Nobody thought it was going to be this tough.
Marquette guards Junior Cadougan and Vander Blue pummeled their UW counterparts, scoring a combined 35 points as Marquette held off a late charge to make it two straight over its rivals to the west, a wire-to-wire 60-50 victory, at the BMO Harris Bradley Center.
Also playing without senior forward Mike Bruesewitz (concussion), Wisconsin (6-4) fell to 1-4 against 2012 tournament teams, and have lost its most game prior to conference play since UW coach Bo Ryan's first year in 2001.
"Definitely discouraged," said senior Jared Berggren, who finished tied a team-high with 9 points. "Basically every big test we've had, we've come up short."
For two players in Wisconsin's starting lineup and two of the first three players off the bench, it was the first time on the court in the longest nonconference rivalry for Wisconsin basketball. It showed in an ugly first 20 minutes.
Wisconsin's youth at guard was exposed by Marquette's speed, transition offense and by Blue, who switched his commitment in October 2009 to Marquette from Wisconsin so he could play a more up-tempo style.
Debuting the pace of play he coveted and one that the Badgers failed to keep it, Blue was active driving to the basket, swift on his pull-up jumpers and deadly on his perimeter shooting, especially swishing his two three-point heaves just before the shot clock expired.
Marquette scored 13 fast-break points off 10 Wisconsin turnovers in the first half. The fast-break points got so bad that Wisconsin allowed junior Davante Gardner – all 290 pound of him – to grab the defensive rebound and rumble 50 feet down the floor for a layup on the other end, forcing Ryan to burn a timeout to cease momentum on an 11-2 run that led to a 34-20 halftime lead.
The one-time Wisconsin commit scored 15 of his 17 points in the first half, and kept his defensive intensity high throughout the game while not committing a turnover.
"We wanted to make sure we got Wisconsin uncomfortable in a way," said Blue. "When Wisconsin does what they want to do, they are pretty good with the tempo they want to play at. We wanted to make sure we had extreme ball pressure, make sure they play with their butt to the glass and make sure they get uncomfortable."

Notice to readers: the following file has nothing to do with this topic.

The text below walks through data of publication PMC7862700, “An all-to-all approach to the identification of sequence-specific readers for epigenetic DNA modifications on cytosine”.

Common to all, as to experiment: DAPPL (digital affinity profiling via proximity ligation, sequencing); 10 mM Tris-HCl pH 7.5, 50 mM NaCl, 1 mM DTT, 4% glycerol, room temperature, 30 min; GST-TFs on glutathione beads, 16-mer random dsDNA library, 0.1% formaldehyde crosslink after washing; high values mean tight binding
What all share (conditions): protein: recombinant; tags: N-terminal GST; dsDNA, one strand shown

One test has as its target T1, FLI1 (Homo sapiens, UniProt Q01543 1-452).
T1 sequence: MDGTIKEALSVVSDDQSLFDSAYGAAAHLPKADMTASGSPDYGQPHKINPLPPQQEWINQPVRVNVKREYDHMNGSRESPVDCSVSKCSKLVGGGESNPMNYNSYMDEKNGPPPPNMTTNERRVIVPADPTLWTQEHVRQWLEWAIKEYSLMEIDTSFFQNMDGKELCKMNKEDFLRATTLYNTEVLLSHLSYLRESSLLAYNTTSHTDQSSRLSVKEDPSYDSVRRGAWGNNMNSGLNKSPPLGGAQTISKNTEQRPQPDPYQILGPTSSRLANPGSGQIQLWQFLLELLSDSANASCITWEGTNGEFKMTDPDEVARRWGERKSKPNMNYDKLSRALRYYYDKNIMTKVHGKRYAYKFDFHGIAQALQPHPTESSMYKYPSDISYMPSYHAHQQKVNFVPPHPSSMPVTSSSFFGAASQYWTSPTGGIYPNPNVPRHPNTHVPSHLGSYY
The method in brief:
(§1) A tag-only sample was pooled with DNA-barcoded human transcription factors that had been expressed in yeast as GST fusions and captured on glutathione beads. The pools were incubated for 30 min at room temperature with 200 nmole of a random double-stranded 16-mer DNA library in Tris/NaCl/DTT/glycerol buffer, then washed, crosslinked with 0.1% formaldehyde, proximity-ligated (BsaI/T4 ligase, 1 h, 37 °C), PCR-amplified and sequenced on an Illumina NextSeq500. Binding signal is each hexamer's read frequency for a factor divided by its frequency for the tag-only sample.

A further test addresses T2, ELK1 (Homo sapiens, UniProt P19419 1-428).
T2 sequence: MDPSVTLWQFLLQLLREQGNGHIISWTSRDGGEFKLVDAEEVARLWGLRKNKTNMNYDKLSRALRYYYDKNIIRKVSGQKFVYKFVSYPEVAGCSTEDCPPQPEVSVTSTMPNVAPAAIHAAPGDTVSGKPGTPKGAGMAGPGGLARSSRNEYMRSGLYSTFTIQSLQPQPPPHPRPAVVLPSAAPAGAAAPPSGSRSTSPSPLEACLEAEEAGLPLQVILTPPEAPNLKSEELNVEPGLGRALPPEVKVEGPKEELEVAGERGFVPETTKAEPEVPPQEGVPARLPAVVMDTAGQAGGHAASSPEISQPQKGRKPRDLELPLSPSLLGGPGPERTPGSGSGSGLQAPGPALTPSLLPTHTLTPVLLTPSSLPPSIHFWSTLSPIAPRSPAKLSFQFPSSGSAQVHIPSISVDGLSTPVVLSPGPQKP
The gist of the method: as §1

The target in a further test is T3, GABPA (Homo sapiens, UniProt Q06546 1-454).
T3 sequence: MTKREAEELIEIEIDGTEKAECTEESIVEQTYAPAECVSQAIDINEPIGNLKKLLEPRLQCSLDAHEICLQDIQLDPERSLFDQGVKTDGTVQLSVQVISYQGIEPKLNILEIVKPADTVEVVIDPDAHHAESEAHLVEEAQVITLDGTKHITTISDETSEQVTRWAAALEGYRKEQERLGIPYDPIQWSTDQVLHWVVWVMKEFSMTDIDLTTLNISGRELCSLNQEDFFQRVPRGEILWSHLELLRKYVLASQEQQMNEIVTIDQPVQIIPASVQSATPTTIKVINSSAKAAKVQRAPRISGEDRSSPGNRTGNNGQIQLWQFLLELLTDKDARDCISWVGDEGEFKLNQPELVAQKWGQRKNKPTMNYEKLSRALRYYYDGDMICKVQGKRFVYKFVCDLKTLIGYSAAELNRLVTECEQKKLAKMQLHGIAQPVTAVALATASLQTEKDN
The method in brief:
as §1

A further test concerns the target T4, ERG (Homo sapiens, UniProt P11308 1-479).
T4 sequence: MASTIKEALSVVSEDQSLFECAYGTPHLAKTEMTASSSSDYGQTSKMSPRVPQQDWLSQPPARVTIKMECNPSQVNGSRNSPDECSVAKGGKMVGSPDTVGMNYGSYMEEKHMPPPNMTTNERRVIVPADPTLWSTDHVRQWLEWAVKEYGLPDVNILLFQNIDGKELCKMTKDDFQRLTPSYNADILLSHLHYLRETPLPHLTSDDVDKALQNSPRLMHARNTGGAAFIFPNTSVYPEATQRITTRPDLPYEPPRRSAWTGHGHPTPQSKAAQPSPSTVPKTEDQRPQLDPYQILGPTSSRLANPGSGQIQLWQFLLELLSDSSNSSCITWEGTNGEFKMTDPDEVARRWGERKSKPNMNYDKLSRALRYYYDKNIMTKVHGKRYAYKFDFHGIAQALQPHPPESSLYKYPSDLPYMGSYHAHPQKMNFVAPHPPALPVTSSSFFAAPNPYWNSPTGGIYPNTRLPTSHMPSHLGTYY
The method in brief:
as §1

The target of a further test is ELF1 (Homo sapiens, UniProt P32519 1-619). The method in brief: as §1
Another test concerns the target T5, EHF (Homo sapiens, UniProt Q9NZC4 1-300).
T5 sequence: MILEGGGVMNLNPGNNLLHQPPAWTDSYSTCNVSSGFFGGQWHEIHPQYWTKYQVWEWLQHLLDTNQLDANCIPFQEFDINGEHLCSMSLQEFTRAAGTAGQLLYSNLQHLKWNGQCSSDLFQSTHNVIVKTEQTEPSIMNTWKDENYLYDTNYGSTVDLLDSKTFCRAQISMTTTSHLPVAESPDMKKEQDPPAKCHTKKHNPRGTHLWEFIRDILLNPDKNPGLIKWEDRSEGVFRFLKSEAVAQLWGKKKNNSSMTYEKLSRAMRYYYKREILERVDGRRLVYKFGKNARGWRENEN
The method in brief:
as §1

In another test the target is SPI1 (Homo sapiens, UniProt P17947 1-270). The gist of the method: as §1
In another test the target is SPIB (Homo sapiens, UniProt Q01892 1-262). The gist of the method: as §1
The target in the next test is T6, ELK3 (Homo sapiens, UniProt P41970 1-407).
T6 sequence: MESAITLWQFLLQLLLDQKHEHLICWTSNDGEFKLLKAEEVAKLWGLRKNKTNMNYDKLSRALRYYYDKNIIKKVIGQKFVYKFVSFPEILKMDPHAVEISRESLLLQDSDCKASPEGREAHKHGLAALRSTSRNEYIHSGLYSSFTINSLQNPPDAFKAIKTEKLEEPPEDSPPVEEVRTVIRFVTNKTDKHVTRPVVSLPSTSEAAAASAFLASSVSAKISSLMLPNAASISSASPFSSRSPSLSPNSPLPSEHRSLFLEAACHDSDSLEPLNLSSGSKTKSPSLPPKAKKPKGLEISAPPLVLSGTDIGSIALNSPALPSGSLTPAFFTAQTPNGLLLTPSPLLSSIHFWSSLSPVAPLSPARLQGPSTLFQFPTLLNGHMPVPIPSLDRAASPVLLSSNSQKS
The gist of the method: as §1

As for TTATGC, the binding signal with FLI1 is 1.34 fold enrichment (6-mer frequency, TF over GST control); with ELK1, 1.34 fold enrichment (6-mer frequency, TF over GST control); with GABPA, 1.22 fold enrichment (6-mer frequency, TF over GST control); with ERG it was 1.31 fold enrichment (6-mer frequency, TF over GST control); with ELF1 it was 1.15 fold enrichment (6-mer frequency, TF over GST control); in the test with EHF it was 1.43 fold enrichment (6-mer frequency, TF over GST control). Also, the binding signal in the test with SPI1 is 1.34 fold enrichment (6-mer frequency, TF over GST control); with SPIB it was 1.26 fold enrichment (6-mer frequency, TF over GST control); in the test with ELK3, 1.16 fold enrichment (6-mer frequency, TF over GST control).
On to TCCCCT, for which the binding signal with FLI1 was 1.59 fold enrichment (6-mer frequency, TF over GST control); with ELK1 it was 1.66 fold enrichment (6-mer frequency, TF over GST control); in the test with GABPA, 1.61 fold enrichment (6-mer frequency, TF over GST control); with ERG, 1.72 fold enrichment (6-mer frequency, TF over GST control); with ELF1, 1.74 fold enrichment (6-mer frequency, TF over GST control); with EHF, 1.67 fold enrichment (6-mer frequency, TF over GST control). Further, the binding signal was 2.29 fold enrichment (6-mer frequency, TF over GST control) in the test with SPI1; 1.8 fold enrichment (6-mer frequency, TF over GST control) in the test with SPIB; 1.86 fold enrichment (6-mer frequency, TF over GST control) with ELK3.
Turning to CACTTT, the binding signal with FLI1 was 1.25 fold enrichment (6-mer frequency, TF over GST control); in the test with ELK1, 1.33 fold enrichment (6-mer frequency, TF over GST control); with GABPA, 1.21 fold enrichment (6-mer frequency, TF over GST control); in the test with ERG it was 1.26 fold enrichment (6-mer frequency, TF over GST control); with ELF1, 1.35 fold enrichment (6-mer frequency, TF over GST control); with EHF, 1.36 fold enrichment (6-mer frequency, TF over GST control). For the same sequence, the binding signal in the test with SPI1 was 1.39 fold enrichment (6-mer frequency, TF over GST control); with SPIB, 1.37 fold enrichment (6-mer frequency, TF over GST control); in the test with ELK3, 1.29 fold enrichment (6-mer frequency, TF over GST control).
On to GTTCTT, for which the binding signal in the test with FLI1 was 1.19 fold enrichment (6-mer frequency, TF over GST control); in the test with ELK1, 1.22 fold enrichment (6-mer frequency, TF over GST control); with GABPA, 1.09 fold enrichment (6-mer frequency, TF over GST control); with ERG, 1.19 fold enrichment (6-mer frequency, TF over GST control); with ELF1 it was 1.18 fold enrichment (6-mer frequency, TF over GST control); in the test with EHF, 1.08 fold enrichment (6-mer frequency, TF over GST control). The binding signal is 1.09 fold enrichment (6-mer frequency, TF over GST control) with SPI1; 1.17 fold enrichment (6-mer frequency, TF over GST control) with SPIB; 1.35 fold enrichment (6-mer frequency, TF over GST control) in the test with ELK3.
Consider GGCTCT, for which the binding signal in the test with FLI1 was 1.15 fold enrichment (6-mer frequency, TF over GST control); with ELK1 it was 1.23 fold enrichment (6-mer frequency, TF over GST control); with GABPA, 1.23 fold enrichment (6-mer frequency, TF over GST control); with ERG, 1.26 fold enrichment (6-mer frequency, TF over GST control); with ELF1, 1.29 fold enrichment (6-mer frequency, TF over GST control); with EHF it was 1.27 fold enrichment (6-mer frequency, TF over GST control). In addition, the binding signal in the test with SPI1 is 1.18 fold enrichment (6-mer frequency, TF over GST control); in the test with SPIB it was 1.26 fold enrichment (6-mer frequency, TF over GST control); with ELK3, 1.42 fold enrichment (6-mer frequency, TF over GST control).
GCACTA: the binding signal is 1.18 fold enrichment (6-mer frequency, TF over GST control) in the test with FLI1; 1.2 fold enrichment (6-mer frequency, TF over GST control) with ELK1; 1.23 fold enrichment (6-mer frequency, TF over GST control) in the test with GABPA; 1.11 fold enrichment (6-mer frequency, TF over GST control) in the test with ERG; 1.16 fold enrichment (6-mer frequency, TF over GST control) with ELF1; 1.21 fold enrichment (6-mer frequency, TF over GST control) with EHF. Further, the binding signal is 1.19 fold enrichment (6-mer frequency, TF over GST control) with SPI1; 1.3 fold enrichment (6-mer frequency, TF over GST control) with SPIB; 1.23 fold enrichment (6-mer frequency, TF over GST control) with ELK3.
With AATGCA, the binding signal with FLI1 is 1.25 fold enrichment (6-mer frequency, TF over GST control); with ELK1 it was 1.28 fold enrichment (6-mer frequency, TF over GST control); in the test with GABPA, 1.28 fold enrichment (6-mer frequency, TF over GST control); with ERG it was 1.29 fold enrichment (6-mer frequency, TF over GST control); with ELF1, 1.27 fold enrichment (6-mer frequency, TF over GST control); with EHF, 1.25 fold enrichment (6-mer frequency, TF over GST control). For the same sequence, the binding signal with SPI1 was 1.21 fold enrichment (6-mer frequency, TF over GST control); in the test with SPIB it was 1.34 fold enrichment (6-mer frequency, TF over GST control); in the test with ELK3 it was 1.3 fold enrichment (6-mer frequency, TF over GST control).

On the flip side, guards Ben Brust (3-for-13, two turnovers), Traevon Jackson (1-for-6, four turnovers) and Zak Showalter (two turnovers) struggled to slow the tempo to Wisconsin's liking and prevent outlet opportunities.
Starting for the first time in place of Bruesewitz, freshman Sam Dekker scored UW's first five points, but finished 2-for-10 and six points. He led the team with eight rebounds, as Wisconsin shot 32.7 percent (17-for-52).
In the first half, Marquette outscored Wisconsin 22-8 in the paint, 10-7 off turnovers, 5-0 off second-chance points and 12-4 off bench points, but the killer was the fast-break points that were caused by the turnovers and long rebounds off eight missed three-point attempts.
"That was about as bad as we can play really," said Berggren.
When asked what the biggest problem was in the first half, Jackson was blunt was a response of ‘me.'
"We didn't take care of the ball and it started with me," said Jackson. "We just got rattled by the pressure … We didn't execute, and that starts with me."
When Blue slowed down offensively, Cadougan heated up. Scoring 14 of his points in the second half, the senior delivered a knockout blow when he converted a three-point play as the shot clock expired. After Wisconsin spent the majority of the second half whittling down the lead, Cadougan's basket put Marquette up 53-44 with 2:34 remaining.
"They made a couple plays and we didn't make plays," said Berggren.
With an injured Josh Gasser sitting behind the Wisconsin bench with his surgically repaired knee elevated on a folding chair, the Badgers' guards almost had as many turnovers (six) as points (seven) in the first half, but crept back into the game after halftime when Wisconsin started to play its brand of basketball.
Being aggressive to the bucket, drawing fouls and hitting 3-point jumpers, a 10-0 run that turned into a 14-5 run got the lead down to four with 8:10 remaining. The drives to the paint yielded multiple trips to the free throw line, as Wisconsin got into the bonus with 12:36 remaining and the double bonus with 8:52 left.
Wisconsin might have taken its first lead of the game, but a horrendous evening from the free throw line ruined any hopes of a lead.
Finishing 9-for-12 from the line, senior Ryan Evans was the biggest offender by going 1-for-9. He missed five attempts in the second half, two coming on the front end of the bonus and three misses that could have cut the lead to three points or fewer. Evans' only make was when he banked in an attempt.
"I think it cost us the game tonight," said Evans. "I'm going to get back to it, work a little bit harder and change things around."
Evans' final two misses started a string of six straight empty possessions for Wisconsin after cutting the lead to 48-44 with 7:13 left. By the time Wisconsin scored again on back-to-back threes from Berggren and George Marshall, UW was down five with 50 seconds, and didn't score again.
"I liked the fight in our guys," said Ryan. "The execution of some things …"